If Wagner can’t get beyond the trash dump in the town’s eastern edge, what makes anyone think it can cross an actual river without functioning bridges? As is, this approach is a death sentence to any advancing Russian. (This video alone has at least three dozen dead Russians littering the battlefield east of Bakhmut. As usual, no need to click. It’s disturbing.)

Avdiivka/Donetsk (Donetsk Oblast)

While we’ve touched on this area from time to time, we haven’t really focused on it as much as other active fronts. 


What’s amazing about this front is that it’s RIGHT ON TOP of Russia’s pre-February front lines, and literally abuts one of the two regional capitals Russia still holds (the other being Luhansk city). Like Bakhmut to the north, Russia has sent wave after wave of fodder into this meat grinder (this time, local militias from Russian-occupied Donbas), and like Bakhmut, they keep ending up deceased, littering fields as far as the eye can see.

Russia doesn’t even appear to have any armor left, sending waves of unprotected infantry to be picked apart by Ukrainian artillery and drones. It’s gruesome. But it’s tough for Ukrainian defenders as well, as Russia still has plenty of artillery left to do its murderous task as they try and clear a path for their foot soldiers.

There is, at least, some strategic value to this Russian effort—they want a buffer zone around Donetsk for the inevitable Ukrainian counter-offensive. At the moment, Donetsk city is very exposed. (Not that Ukraine is likely to attack it head-on. That hasn’t been their approach so far, and no reason to engage in such a costly assault.)

Pavlivka/Vuhledar (Donetsk Oblast)

I recently wrote about Pavlivka here. That Naval infantry unit banging its head against the town has apparently been completely annihilated. 


At last report, Russia has the southern half of Pavlivka, while Ukraine has the northern half under fire control—meaning that any Russian venturing across that line gets snuffed out by artillery. That report claims Russia’s dead-to-wounded ratio is 1-to-1, which means that they don’t have a functioning medavac system. For a competent army, that ratio would be closer to 1-to-4 or even higher. For the U.S., it was 1-to-7 in the Iraq and Afghanistan wars.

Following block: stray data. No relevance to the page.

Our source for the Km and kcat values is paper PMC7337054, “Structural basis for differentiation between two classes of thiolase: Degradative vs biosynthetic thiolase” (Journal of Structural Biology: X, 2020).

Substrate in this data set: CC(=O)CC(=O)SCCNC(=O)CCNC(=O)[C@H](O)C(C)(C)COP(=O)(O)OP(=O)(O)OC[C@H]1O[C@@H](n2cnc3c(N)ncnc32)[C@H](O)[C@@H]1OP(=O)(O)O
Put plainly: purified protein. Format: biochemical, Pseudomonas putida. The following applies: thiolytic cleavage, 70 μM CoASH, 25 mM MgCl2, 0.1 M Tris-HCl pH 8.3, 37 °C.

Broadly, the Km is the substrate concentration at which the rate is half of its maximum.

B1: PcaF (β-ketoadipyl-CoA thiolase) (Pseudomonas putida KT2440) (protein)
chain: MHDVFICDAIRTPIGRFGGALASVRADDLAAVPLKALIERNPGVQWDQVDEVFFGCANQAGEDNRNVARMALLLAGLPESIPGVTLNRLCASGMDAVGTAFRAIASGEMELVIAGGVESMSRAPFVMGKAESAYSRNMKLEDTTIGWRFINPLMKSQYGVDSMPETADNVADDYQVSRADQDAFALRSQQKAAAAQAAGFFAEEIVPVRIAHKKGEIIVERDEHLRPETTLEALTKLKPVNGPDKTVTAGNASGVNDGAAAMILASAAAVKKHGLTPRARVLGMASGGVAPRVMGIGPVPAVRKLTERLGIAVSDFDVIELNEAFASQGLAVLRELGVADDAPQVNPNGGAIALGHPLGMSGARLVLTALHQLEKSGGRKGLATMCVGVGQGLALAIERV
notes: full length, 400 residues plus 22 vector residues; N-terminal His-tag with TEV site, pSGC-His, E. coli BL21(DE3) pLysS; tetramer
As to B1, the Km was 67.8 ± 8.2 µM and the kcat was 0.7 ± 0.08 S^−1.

So why the Russian desperation to move forward on this approach? Logistics. 


155mm tube artillery means that Ukraine can keep that rail line shut with its most plentiful artillery munition. Still, even if Russia has some success and pushes Ukraine back several dozen kilometers (spoiler alert: not gonna happen), HIMARS/MLRS rockets, long-range self-propelled artillery, and long-range precision-guided munitions could still keep the line shut. 

So while there’s some logic to the Russian attempts, it’s not particularly good logic. And even then, Russia’s inability to put together anything more substantive than suicidal infantry charges means that all Russia is doing is exchanging the lives of its own for cheap Ukrainian ammunition. 

So there you have it, a quick reorientation of the current front lines.

Putin so pathetic. 


Oh my f’n god that looks miserably cold: 



Exclusive: Today in Supreme Court History: January 26, 1832 –




Today in Supreme Court History: January 26, 1832

#Today #Supreme #Court #History #January

1/26/1832: Justice George Shiras Jr.’s birthday.

Justice George Shiras Jr.

The post Today in Supreme Court History: January 26, 1832 appeared first on

Continue Reading


Exclusive: Liberals Are Mad That McCarthy Named MAGA Republicans to Subcommittees on COVID and Government Weaponization – Good –




Liberals Are Mad That McCarthy Named MAGA Republicans to Subcommittees on COVID and Government Weaponization – Good

#Liberals #Mad #McCarthy #Named #MAGA #Republicans #Subcommittees #COVID #Government #Weaponization #Good

House Speaker Kevin McCarthy announced members named to two select subcommittees – one investigating the origins of COVID and another looking into the weaponization of the federal government – and Democrats are livid over the addition of certain MAGA lawmakers.

“The government has a responsibility to serve the American people, not go after them,” McCarthy said in a statement.